Oracle Releases Java 22

New release delivers 12 JDK Enhancement Proposals to improve the Java language and enhance the development platform's performance, stability, and security

JavaOne returns to the San Francisco Bay Area in 2025

AUSTIN, Texas, March 19, 2024 /PRNewswire/ -- Oracle today announced the availability of Java 22, the latest version of the world's number one programming language and development platform. Java 22 (Oracle JDK 22) delivers thousands of performance, stability, and security improvements to help developers increase productivity, drive innovation, and accelerate growth across their organizations. These include enhancements to the Java language, its APIs and performance, and the tools included in the Java Development Kit (JDK).

"The new enhancements in Java 22 enable more developers to quickly and easily build and deliver feature-rich, scalable, and secure applications to help organizations across the globe grow their businesses," said Georges Saab, senior vice president, Oracle Java Platform and chair, OpenJDK governing board. "By delivering enhancements that streamline application development and extend Java's reach to make it accessible to developers of all proficiency levels, Java 22 will help drive the creation of a wide range of new applications and services for organizations and developers alike."

The latest JDK provides updates and improvements with 12 JDK Enhancement Proposals (JEPs). JDK 22 delivers language improvements from OpenJDK Project Amber (Statements before super[...], Unnamed Variables & Patterns, String Templates, and Implicitly Declared Classes and Instance Main Methods); enhancements from Project Panama (Foreign Function & Memory API and Vector API); features related to Project Loom (Structured Concurrency and Scoped Values); core libraries and tools capabilities (Class-File API, Launch Multi-File Source-Code Programs, and Stream Gatherers); and performance updates (Region Pinning for G1).

"After nearly three decades, Java's ability to support complex development tasks that span a wide range of use cases makes the platform as relevant as it has ever been," said Arnal Dayaratna, research vice president, software development, IDC. "Java's versatility and comprehensive toolset enables it to support the development of production-grade, mission-critical applications at scale, which positions it as a key enabling technology for innovative use cases such as generative AI."

Significant updates delivered in Java 22 are:

Project Amber Features

    --  JEP 447: Statements before super(...): Gives developers the freedom to
        express the behavior of constructors. By allowing statements that do not
        reference the instance being created to appear before an explicit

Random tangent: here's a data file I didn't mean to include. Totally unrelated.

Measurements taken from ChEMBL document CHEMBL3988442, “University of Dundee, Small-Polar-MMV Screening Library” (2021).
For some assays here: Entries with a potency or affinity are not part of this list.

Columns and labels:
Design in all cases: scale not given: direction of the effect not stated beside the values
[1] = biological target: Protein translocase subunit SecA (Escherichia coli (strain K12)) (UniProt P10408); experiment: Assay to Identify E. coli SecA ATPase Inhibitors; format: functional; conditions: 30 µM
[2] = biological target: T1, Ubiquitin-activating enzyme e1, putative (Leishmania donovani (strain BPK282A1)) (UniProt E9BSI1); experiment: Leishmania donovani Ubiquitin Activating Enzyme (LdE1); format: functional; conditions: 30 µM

constructor invocation, this feature enables a more natural placement of
        logic that needs to be factored into auxiliary static methods, auxiliary
        intermediate constructors, or constructor arguments. It also preserves
        the existing assurance that constructors run in top-down order during
        class instantiation, helping ensure that code in a subclass constructor
        cannot interfere with superclass instantiation. In addition, this
        feature does not require any changes to the Java Virtual Machine (JVM)
        and relies only on the current ability of the JVM to verify and execute
        code that appears before explicit constructor invocations within
    --  JEP 456: Unnamed Variables & Patterns: Helps improve developer
        productivity by enhancing the Java language with unnamed variables and
        patterns, which can be used when variable declarations or nested
        patterns are required but never used. This reduces opportunities for
        error, improves the readability of record patterns, and increases the
        maintainability of all code.
    --  JEP 459: String Templates (Second Preview): Simplifies the development
        of Java programs by making it easy to express strings that include
        values computed at run time, while also improving the security of
        programs that compose strings from user-provided values and pass them to
        other systems. Additionally, the readability of expressions mixed with
        text is enhanced, and non-string values computed from literal text and
        embedded expressions can be created without having to transit through an
        intermediate string representation.
    --  JEP 463: Implicitly Declared Classes and Instance Main Methods (Second
        Preview): Helps accelerate learning by offering a smooth on-ramp to Java
        programming to enable students to write their first programs without